By Ju-min Park and Jack Kim
SEOUL (Reuters) - North Korea fired a ballistic missile on Wednesday from its east coast into the sea off the Peninsula, South Korea's military said, ahead of a summit between U.S. and Chinese leaders who are set to discuss Pyongyang's arms program.
The launch was from Sinpo, a port city on the North's east coast, and the missile flew about 60 km (40 miles), South Korea's Office of the Joint Chiefs of Staff said in a short statement. Sinpo is the site of a North Korean submarine base.
The launch comes just ahead of a summit meeting between U.S. President Donald Trump and China's President Xi Jinping this week where adding pressure on the North to drop its arms development will take center stage.
Any launch of objects using the ballistic missile technology is a violation of U.N. Security Council resolutions but the North has defied the ban as infringement of its sovereign rights to self defense and pursuit of space exploration.
North Korea attempted to launch a ballistic missile two weeks ago from its east coast and earlier in March fired four missiles toward Japan, some of which came as close as 300 km (190 miles) to Japan's coast.
The reclusive state has also conducted two nuclear weapons tests since January 2016.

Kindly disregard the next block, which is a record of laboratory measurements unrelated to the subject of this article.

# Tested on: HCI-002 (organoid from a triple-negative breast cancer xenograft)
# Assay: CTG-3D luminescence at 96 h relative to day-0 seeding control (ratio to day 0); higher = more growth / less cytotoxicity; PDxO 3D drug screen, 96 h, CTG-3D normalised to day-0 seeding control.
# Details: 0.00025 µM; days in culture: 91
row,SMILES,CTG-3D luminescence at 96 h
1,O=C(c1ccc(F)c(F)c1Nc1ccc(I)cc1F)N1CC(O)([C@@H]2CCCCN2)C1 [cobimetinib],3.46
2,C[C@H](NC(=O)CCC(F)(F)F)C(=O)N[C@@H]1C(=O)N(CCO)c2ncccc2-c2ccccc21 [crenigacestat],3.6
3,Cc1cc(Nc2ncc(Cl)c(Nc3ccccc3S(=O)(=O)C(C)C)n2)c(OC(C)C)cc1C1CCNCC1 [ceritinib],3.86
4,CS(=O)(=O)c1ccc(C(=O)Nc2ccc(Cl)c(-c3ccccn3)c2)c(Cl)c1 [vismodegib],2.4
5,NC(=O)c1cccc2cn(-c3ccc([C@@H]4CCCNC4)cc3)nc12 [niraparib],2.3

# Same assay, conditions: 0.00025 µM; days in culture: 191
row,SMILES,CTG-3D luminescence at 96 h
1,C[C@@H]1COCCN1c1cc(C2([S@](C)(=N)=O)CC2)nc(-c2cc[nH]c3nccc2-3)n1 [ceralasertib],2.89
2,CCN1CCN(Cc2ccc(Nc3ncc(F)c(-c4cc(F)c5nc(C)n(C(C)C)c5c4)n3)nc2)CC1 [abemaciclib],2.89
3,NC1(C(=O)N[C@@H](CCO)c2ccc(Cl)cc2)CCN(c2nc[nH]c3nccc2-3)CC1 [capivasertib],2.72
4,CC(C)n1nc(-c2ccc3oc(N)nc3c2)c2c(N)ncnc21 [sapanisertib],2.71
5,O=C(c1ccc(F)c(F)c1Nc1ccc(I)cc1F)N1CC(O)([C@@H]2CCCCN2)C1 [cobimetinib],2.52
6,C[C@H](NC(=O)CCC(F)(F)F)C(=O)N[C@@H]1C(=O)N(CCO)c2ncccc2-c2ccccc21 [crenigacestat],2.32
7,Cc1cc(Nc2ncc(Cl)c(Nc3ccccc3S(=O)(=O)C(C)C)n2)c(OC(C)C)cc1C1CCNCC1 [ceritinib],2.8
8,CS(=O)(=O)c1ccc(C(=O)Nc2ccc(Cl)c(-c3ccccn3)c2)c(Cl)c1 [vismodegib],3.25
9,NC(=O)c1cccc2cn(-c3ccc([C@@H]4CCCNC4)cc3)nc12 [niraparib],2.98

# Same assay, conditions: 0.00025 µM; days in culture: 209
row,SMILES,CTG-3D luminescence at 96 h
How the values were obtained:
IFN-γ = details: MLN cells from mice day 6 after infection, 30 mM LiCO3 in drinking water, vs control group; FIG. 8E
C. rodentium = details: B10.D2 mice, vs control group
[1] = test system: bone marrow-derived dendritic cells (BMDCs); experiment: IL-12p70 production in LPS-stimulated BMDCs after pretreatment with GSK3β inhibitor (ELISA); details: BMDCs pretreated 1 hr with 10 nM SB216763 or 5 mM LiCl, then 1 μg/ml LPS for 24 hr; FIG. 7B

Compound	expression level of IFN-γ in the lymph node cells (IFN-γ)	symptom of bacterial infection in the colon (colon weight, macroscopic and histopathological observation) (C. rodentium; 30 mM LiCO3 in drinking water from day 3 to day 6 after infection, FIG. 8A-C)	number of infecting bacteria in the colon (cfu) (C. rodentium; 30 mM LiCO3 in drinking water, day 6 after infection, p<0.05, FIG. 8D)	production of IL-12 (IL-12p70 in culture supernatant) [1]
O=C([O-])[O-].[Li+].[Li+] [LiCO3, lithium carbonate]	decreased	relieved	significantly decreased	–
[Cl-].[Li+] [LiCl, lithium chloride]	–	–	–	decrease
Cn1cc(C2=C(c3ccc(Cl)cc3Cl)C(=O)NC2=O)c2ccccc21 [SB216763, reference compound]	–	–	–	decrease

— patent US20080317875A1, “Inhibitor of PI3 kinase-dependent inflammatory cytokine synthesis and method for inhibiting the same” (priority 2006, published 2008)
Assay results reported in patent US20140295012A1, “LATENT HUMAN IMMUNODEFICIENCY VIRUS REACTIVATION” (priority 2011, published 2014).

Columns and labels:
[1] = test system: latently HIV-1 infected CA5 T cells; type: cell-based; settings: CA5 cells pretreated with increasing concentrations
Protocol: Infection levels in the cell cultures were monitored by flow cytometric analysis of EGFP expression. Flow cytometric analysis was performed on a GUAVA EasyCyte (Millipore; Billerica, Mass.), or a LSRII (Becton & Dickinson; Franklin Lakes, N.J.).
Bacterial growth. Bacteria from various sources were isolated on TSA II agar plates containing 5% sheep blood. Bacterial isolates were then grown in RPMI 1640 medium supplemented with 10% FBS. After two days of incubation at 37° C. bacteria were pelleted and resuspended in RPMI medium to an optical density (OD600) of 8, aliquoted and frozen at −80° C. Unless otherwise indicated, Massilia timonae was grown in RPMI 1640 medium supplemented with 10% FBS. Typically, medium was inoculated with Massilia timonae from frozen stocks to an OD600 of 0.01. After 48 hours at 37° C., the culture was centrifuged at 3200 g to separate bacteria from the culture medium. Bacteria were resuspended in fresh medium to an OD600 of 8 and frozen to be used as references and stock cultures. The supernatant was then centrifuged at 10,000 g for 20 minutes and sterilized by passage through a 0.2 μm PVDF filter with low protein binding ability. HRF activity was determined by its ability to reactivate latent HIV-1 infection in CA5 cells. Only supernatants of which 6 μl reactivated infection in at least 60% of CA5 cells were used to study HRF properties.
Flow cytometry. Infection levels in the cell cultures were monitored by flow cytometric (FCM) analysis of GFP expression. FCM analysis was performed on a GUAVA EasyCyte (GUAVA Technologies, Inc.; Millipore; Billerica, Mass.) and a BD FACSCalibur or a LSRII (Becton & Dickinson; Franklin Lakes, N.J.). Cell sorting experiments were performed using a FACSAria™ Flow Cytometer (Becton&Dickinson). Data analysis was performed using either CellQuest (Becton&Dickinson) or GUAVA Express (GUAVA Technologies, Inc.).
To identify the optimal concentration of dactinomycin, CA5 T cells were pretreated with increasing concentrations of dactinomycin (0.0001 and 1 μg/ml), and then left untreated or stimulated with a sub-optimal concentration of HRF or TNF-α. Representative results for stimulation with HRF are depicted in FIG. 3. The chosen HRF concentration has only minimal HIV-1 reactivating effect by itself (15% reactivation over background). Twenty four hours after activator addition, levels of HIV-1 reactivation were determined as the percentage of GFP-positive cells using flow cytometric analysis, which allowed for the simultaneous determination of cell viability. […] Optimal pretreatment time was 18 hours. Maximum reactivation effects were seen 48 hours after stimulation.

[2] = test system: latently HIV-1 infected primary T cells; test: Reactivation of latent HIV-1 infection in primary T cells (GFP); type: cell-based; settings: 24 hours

The North is believed to be developing an intercontinental ballistic missile (ICBM) that can hit the United States and its leader, Kim Jong Un, has vowed to test-launch one at any time.
Experts and officials in the South and the United States believe Pyongyang is still some time away from mastering all the technology needed for an operational ICBM system, such as re-entry of the atmosphere and subsequent missile guidance.
Topping the agenda of the U.S.-China summit in Florida will be whether Trump will make good on his threat to use crucial trade ties with China to pressure Beijing to do more to rein in the nuclear-armed North.
A senior U.S. White House official said Trump's meeting with Xi was a test for the U.S.-Chinese relationship and that Trump wants economic ties that are fair, balanced and based on reciprocity.
(Editing by Lincoln Feast)